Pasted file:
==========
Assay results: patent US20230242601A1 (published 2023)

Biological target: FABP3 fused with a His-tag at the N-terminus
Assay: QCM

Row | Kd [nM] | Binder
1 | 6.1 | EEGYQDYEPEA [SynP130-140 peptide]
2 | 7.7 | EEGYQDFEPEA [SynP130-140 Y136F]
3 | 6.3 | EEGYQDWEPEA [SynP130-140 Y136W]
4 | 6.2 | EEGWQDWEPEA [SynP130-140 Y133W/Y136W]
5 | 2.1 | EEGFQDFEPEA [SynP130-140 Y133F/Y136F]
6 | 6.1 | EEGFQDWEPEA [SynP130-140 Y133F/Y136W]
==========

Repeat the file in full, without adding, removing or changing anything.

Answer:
Assay results: patent US20230242601A1 (published 2023)

Biological target: FABP3 fused with a His-tag at the N-terminus
Assay: QCM

Row | Kd [nM] | Binder
1 | 6.1 | EEGYQDYEPEA [SynP130-140 peptide]
2 | 7.7 | EEGYQDFEPEA [SynP130-140 Y136F]
3 | 6.3 | EEGYQDWEPEA [SynP130-140 Y136W]
4 | 6.2 | EEGWQDWEPEA [SynP130-140 Y133W/Y136W]
5 | 2.1 | EEGFQDFEPEA [SynP130-140 Y133F/Y136F]
6 | 6.1 | EEGFQDWEPEA [SynP130-140 Y133F/Y136W]